I thought I was going to die. Why he let me go, I'll never know. I was having so much trouble coping. Thankfully I met a really cool group of people in the hot tub one night. We had a bubble party! Haha! They are in the photo below.


Unfortunately, they ended up moving and I of course felt better moving home. I didn't want to stay in San Antonio after all the crap that had happened.

I had to rebuild from there. Getting out and going home was such a relief. I felt better, not surrounded by memories of a past that had slowly destroyed me from the inside out. Being at home with my family made me feel safe and wanted, and I slowly revealed to my family what had happened to me back at school. It was so unbelievably hard, but it was an issue that had to be confronted.

I won't lie and say it was an easy process, telling them. It wasn't. It hurt to watch my mom's face fall, knowing there was nothing she could do about what had happened to me back then. But we could rebuild.

So there were my parents, behind me every step of the way, urging on my progress, being there for me no matter what. Being the best parents in the world. I cannot thank them enough for not deserting me or being ashamed of me, like some of my "friends" had done. They are amazing parents. Along with that, they were there for me uring my RSD diagnosis. I got my nuerostimulator implant September of 2011 and started walking again! I was so happy! I could tell that my family was, too. They were so supportive.

http://www.youtube.com/watch?v=APeqbLgkexM

Back to Summer of 2012. Enter Trey. We had dinner one night at Chili's just to catch up because we hadn't talked in a few years. We had a great time catching up and he invited me out to karaoke with his friends that coming Thursday. Little did I know that the people I would meet there would end up being some of my best friends.

That summer - I needed it. I needed those new friends. I needed to regain my confidence, my self-esteem, my happiness. And due to the presence of those incredible people in my life, I did. I cannot thank these people enough for restoring my faith in the human race and the realization that love is not a myth - they show me love EVERY SINGLE DAY. These people know the true meaning of friendship and try their hardest to be good people. And they succeed :)





Let me talk to you about this girl right here.

Rachel became my best friend that summer. We balanced each other out in such great ways, and ended up learning from each other's strengths and weaknesses. She taught me to always consider the other side of a situation and walk in another person's shoes before judging them. She has been there for me through good times (JAMBA JUICE) and bad times (panic attacks). She has showed up at 2 AM to eat oreos with me, even after finding out that we could only dip them in a milk bottle for so long until our hands couldn't reach anymore. XD She is the best and this girl deserves so many wonderful things in life!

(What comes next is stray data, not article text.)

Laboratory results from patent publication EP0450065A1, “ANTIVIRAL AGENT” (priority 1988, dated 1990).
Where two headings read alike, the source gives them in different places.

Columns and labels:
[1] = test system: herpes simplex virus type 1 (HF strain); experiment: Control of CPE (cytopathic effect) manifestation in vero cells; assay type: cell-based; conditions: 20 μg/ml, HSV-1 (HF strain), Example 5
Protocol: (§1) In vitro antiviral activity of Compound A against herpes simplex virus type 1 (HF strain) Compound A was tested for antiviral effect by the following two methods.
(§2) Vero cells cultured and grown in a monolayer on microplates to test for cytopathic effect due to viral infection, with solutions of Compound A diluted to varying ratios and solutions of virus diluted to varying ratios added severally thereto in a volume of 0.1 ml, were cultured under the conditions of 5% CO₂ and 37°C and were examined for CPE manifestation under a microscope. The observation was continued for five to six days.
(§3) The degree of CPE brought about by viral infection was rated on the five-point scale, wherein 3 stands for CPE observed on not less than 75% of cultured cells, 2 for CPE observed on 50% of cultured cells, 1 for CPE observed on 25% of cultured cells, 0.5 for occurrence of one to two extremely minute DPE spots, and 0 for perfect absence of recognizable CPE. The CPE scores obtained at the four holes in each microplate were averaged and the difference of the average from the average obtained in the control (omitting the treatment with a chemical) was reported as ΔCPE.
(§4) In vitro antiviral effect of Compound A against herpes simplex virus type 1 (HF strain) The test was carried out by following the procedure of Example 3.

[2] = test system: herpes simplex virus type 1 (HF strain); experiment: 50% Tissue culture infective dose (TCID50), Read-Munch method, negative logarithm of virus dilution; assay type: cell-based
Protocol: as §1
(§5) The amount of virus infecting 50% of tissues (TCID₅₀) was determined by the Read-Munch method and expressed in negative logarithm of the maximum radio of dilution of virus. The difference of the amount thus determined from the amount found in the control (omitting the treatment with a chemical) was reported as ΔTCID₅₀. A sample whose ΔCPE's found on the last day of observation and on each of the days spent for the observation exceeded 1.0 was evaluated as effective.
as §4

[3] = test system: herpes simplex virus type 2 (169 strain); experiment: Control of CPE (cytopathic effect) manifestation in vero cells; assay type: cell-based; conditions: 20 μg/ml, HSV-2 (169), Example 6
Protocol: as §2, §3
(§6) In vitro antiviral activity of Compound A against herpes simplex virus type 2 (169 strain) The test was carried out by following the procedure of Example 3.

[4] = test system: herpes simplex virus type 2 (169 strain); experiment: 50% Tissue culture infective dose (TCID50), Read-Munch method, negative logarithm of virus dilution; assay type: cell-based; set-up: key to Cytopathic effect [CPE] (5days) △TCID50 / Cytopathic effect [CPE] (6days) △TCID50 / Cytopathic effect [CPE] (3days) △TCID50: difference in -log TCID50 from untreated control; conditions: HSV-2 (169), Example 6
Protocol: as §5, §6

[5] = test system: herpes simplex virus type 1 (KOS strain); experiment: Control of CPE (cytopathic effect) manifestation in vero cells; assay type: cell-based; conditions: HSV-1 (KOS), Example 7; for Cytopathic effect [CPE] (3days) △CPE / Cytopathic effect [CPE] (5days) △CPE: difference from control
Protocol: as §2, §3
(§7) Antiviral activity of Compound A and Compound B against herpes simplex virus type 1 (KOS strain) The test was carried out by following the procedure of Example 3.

Then of course my parents urged me to go back to school. Oh man I wasn't sure if I was ready... I was terrified of failing. But, with the help of my mom and dad, I ended up enrolling last minute at Sam Houston State University in the fall of 2012. It was hard to get everything in order, but we did it!

And did I mention how freaking lucky I was to get the LAST ROOM AVAILABLE IN THE ARBORS?! I was paired with a random roommate named Alex Hansen. Mom was worried she'd be weird or crazy or a hooker, but holy moses - she was none of those things! Well, she IS weird, but it's the good kind ;)

Alex is one of the main reasons I am who I am today. That girl knows how to love! She is so kind, gentle, and generous and always puts others before herself. Being her roommate was an amazing experience. Through that school year, we grew so close so fast and I really enjoyed going to school and living with her! Not only did she help me tremendously through recovering from my abusive relationship, she always was there with a comforting word or a hug no matter what time of night it was.

Christmas was a happy time. I got to see Emma, my little niece! :)


Emma can ALWAYS put a smile on my face. She knows immediately when I'm feeling bad or when my foot hurts and always tries to make me feel better. She is the sweetest little girl I have ever met and I adore her. She has changed my outlook on kids and life overall. She has taught me to be kinder and gentler and to, above all else, be unapologetically myself!

The new year promised new opportunities and a new outlook. I was ready to get things DONE! So I started making lists - TONS OF LISTS. In fact, I currently have 20 lists on my desk at this very moment. Haha. I enjoy being organized and knowing what I need to get done.